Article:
Our conversation proceeded in the usual way and soon my Mother's powerful words and storytelling skills were once again weaving together mental images in the window of my mind, causing me to virtually see and hear people I'd never met. But not just ANY people. Now I understood so much better than I ever had before, that these were MY people. MY ancestors. The people whose very lives were necessary for my own life to exist. The people whose own lives created my family tree. My geneological roots and limbs. The mighty oaks from which this grateful acorn fell. Or, as Mom said, giggling, the mighty oaks from which a nut or two sprung forth.

How I longed to know those people better. All of them. How I wished with all my heart that I could truly see the world that each of them had seen, and experience all the things they had experienced before they slipped into the shadows of their hiding places.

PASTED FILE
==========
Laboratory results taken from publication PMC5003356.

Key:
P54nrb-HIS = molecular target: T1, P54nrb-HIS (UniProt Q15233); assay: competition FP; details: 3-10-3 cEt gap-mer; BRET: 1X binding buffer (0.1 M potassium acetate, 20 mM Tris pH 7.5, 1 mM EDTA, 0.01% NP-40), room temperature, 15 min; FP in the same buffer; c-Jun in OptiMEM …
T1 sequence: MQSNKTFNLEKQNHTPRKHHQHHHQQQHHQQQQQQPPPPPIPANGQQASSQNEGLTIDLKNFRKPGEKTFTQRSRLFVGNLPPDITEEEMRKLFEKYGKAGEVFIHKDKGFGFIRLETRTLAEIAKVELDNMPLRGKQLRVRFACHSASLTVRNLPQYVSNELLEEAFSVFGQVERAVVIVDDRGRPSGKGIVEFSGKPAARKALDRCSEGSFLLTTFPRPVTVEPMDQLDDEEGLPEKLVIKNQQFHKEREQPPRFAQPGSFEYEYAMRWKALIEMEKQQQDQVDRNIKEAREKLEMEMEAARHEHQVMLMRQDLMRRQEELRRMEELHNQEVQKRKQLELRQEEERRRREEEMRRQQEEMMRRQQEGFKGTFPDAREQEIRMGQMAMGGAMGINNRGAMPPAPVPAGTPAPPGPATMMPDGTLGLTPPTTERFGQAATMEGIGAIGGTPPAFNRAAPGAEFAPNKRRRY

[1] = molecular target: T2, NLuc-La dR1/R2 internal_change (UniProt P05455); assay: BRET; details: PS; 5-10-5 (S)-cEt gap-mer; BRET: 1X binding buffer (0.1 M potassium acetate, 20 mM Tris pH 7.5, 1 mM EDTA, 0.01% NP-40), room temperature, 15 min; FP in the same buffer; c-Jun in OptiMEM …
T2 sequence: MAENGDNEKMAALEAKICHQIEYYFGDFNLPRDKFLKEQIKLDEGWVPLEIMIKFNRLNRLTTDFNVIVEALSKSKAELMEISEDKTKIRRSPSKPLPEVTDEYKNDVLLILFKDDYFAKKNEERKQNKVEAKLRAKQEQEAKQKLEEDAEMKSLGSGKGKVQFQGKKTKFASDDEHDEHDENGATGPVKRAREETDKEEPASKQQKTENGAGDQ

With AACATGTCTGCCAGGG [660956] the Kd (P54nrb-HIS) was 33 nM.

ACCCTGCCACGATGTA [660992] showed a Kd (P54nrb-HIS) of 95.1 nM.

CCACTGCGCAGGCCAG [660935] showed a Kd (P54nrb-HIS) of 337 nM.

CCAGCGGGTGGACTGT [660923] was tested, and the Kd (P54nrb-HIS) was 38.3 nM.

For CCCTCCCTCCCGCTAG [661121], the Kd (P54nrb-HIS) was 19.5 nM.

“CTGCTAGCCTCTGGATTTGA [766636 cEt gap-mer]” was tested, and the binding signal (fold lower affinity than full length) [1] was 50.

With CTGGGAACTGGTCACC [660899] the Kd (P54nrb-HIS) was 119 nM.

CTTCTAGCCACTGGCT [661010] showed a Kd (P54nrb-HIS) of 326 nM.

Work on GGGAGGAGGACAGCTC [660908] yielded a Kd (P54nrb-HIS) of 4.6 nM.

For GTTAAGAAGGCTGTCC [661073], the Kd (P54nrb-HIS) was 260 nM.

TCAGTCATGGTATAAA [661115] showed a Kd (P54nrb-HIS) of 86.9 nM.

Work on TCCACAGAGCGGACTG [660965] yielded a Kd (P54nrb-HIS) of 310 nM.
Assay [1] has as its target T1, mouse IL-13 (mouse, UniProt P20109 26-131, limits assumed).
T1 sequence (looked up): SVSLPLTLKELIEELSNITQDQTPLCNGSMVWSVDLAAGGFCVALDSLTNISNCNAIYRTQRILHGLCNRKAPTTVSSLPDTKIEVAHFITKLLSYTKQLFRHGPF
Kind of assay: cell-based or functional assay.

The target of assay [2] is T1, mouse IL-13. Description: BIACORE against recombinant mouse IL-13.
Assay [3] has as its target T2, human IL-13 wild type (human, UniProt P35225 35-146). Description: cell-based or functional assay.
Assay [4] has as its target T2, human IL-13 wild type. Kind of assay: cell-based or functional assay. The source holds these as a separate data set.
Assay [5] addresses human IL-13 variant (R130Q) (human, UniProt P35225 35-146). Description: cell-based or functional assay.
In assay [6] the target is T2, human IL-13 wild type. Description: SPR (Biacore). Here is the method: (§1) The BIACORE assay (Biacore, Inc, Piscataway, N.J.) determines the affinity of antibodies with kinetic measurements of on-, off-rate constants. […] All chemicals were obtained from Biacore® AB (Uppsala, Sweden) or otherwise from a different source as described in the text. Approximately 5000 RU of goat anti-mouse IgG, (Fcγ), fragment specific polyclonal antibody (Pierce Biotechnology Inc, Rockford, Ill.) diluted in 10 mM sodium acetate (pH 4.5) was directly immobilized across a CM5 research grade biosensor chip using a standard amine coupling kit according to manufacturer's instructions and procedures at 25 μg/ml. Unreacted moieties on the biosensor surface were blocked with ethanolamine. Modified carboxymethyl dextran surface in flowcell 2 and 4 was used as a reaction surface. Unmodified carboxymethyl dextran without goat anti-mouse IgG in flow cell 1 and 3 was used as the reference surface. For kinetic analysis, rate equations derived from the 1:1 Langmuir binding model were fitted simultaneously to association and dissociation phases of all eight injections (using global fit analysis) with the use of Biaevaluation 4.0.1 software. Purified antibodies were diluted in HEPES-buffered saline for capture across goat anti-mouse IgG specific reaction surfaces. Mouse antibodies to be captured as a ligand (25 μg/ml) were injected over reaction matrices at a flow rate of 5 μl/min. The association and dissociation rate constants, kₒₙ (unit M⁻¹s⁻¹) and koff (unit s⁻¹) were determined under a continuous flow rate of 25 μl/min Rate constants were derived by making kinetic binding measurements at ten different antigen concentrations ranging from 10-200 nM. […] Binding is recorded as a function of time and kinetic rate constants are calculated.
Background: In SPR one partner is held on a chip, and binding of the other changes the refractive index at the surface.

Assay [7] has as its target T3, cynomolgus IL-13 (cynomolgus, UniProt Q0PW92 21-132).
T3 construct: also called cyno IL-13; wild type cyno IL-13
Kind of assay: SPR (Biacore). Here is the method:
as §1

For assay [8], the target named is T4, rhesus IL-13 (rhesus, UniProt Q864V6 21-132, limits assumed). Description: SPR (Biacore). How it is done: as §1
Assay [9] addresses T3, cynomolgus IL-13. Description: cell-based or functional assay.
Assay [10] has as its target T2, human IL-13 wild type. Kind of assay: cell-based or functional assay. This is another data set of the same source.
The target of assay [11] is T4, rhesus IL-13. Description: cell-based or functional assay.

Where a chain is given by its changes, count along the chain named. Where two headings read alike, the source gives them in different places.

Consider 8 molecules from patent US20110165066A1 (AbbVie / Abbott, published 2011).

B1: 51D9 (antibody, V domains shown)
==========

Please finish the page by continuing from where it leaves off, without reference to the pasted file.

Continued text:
I realize now though that much of what they saw and experienced probably wasn't very pleasant. Yet I wonder, like me, were they in a hurry to grow up and experience all of it? Surely they must have been. Just as the little guy must who now sits snuggled at my side, asking question after question, like I did at his age.

"Grandma?"

Was that cute little blonde haired lad with crystal clear blue eyes really talking to me? Wow. Time really does fly by. Why was I in such a hurry to get here and have some pup call me Grandma? Grandma indeed! I feel too young and alive to be anyone's Grandma!

"Yes, babe?" I, nonetheless, replied sweetly.

"Why don't you use a pencil? You always use an ink pen and your crossword puzzles always look so messy."

I couldn't deny that he was right, but like my Mom, I could tell him the story and maybe through it, he'd meet a mighty oak or two.